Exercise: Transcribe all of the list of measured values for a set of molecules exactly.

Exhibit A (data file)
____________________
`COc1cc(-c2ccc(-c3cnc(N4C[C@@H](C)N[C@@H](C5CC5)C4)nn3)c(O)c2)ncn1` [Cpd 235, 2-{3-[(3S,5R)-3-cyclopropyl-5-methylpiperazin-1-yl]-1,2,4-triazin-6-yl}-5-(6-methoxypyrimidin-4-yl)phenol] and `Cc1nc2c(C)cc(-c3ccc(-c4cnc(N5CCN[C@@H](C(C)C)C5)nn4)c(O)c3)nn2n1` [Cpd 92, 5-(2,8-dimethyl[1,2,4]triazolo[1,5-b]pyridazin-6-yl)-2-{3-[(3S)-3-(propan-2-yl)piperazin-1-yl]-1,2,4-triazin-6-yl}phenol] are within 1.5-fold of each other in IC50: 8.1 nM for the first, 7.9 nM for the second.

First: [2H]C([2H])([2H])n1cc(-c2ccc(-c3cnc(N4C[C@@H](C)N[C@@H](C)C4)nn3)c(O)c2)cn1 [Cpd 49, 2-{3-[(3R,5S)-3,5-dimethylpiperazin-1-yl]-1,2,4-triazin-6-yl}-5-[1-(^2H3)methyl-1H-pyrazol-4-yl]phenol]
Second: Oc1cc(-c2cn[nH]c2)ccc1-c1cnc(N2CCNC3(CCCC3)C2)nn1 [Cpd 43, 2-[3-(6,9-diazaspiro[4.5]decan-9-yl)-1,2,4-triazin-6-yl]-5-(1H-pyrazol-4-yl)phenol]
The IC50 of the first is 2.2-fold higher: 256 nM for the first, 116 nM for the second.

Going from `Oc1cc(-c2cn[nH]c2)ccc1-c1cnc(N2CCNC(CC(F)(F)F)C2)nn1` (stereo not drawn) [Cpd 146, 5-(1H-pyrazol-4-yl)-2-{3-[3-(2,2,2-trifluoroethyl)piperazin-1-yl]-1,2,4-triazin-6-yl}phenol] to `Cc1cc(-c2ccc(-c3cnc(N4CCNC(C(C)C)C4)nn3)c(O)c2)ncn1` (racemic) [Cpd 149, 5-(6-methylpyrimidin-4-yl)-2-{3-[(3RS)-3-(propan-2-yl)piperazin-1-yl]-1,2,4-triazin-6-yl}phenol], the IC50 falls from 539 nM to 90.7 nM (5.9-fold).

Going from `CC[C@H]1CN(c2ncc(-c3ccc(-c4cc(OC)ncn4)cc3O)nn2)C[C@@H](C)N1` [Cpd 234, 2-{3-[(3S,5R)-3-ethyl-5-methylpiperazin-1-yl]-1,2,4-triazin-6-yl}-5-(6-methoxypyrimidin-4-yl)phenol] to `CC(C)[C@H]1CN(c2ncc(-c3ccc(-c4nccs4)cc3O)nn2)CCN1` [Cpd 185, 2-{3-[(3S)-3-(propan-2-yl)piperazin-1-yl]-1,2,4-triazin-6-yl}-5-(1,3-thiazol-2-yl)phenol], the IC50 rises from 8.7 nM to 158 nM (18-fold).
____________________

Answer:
`COc1cc(-c2ccc(-c3cnc(N4C[C@@H](C)N[C@@H](C5CC5)C4)nn3)c(O)c2)ncn1` [Cpd 235, 2-{3-[(3S,5R)-3-cyclopropyl-5-methylpiperazin-1-yl]-1,2,4-triazin-6-yl}-5-(6-methoxypyrimidin-4-yl)phenol] and `Cc1nc2c(C)cc(-c3ccc(-c4cnc(N5CCN[C@@H](C(C)C)C5)nn4)c(O)c3)nn2n1` [Cpd 92, 5-(2,8-dimethyl[1,2,4]triazolo[1,5-b]pyridazin-6-yl)-2-{3-[(3S)-3-(propan-2-yl)piperazin-1-yl]-1,2,4-triazin-6-yl}phenol] are within 1.5-fold of each other in IC50: 8.1 nM for the first, 7.9 nM for the second.

First: [2H]C([2H])([2H])n1cc(-c2ccc(-c3cnc(N4C[C@@H](C)N[C@@H](C)C4)nn3)c(O)c2)cn1 [Cpd 49, 2-{3-[(3R,5S)-3,5-dimethylpiperazin-1-yl]-1,2,4-triazin-6-yl}-5-[1-(^2H3)methyl-1H-pyrazol-4-yl]phenol]
Second: Oc1cc(-c2cn[nH]c2)ccc1-c1cnc(N2CCNC3(CCCC3)C2)nn1 [Cpd 43, 2-[3-(6,9-diazaspiro[4.5]decan-9-yl)-1,2,4-triazin-6-yl]-5-(1H-pyrazol-4-yl)phenol]
The IC50 of the first is 2.2-fold higher: 256 nM for the first, 116 nM for the second.

Going from `Oc1cc(-c2cn[nH]c2)ccc1-c1cnc(N2CCNC(CC(F)(F)F)C2)nn1` (stereo not drawn) [Cpd 146, 5-(1H-pyrazol-4-yl)-2-{3-[3-(2,2,2-trifluoroethyl)piperazin-1-yl]-1,2,4-triazin-6-yl}phenol] to `Cc1cc(-c2ccc(-c3cnc(N4CCNC(C(C)C)C4)nn3)c(O)c2)ncn1` (racemic) [Cpd 149, 5-(6-methylpyrimidin-4-yl)-2-{3-[(3RS)-3-(propan-2-yl)piperazin-1-yl]-1,2,4-triazin-6-yl}phenol], the IC50 falls from 539 nM to 90.7 nM (5.9-fold).

Going from `CC[C@H]1CN(c2ncc(-c3ccc(-c4cc(OC)ncn4)cc3O)nn2)C[C@@H](C)N1` [Cpd 234, 2-{3-[(3S,5R)-3-ethyl-5-methylpiperazin-1-yl]-1,2,4-triazin-6-yl}-5-(6-methoxypyrimidin-4-yl)phenol] to `CC(C)[C@H]1CN(c2ncc(-c3ccc(-c4nccs4)cc3O)nn2)CCN1` [Cpd 185, 2-{3-[(3S)-3-(propan-2-yl)piperazin-1-yl]-1,2,4-triazin-6-yl}-5-(1,3-thiazol-2-yl)phenol], the IC50 rises from 8.7 nM to 158 nM (18-fold).